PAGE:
Children with ADHD Find Calm Through Songs and Performing
Robb Murray, The Free Press, Mankato, Minn.
Posted October 3, 2012
With a half-moon arc of kids in front of him -- eyes focused, faces intent, bodies gently swaying back and forth in time with the music -- Dave DeGennero taps the keys of his piano for a fourth run through a song called "Legend of Calm."
"Calm is a place where I'd like to go. Like a warm embrace, it comforts me so," the kids sing, as DeGennero leads them. "It stills my harried heart so tossed about at sea. Calm, I'm sailing for thee."
The song, written in part by the 30 kids signed up for the Monkey Mind Pirates puppet show program, is part of the show they'll perform at the Lincoln Community Center. It mentions all the things in life the kids find calming. And it is part of a show steeped in themes of finding calm and reeling in a racing mind.
Monkey Mind Pirates, indeed, gets its name from the yoga term "monkey mind," which refers to the state the mind can drift toward when distracted by anxiety, depression or ADHD.
It is a weeklong YMCA program where the kids meet for several hours each day. In addition to preparing for Friday's puppet show, the week has been full of making new friends, learning the craft of puppet-making, and even a little yoga.
At Friday's performance, the gist of the show will be this: A sea captain sets sail for the Legendary Waters of Calm. But en route, he gets sidetracked by a series of bugaboos known as Winston (named for Winston Churchill, who suffered from depression) Ansel (named for Ansel Adams, who suffered from attention deficit disorder) and Brontė (named for Emily Brontė, who suffered from anxiety).
Monkey Mind Pirates was developed as a way to help kids dealing with such mental speed bumps. They wanted to offer a creative outlet for kids built on the theme of finding ways to mitigate the negative effects of ADHD, anxiety and depression.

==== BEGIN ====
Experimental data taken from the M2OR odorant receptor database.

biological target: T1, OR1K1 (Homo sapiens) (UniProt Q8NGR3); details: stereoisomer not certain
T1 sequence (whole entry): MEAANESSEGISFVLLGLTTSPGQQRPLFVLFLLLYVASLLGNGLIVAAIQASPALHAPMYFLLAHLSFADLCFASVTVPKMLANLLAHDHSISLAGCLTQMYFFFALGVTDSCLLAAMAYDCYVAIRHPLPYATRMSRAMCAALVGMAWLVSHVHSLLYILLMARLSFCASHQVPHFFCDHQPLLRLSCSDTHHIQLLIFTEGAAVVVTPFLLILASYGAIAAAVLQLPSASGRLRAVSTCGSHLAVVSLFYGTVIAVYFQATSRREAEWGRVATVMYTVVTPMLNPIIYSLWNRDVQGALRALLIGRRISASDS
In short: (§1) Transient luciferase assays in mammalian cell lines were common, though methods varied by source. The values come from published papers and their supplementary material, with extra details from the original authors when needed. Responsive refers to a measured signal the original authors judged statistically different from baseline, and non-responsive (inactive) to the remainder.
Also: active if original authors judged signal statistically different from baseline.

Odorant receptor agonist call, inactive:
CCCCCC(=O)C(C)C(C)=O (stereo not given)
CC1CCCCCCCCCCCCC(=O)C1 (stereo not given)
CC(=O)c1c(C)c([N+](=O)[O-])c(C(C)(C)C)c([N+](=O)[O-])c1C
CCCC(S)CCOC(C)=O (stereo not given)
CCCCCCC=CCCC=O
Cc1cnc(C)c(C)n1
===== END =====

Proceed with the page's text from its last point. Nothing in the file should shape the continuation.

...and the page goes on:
DeGennero says that, although the story's content addresses the issue of navigating personal mental struggles to find calm, the week of program is just as important. Call it the journey vs. destination arguments.
Tez Redeaux, an 11-year-old who attends Jefferson, mentioned the yoga before anything else when asked how the week was going so far.
"They teach you poses and everything," Tez said, smile beaming. "Some of those poses are hard!"
He said his mom signed him up. He didn't know what to expect.
"At first I thought it was going to be boring," he said. And it wasn't. "I made a lot of friends."
Allicen Green, 11, who also goes to Jefferson, said she's made friends, too.
"It's a lot of fun," she said.
Still, she's nervous.
"I'm afraid I might disappoint some people," she said. "Usually I try to meet my parents' high expectations of me."
If she needs reassurance that it's all going to be OK, she can talk to Anthony Lundin, 11, who will attend Franklin this year. Lundin's a Monkey Mind Pirates veteran, having attended the program last year when it was held at the Southern Minnesota Children's Museum.
He said the best part is the experience.
"Just coming here. Playing. Meeting new people," he said.
Having said that, he's still a little nervous.
"All those people," he said.
©2012 The Free Press (Mankato, Minn.)
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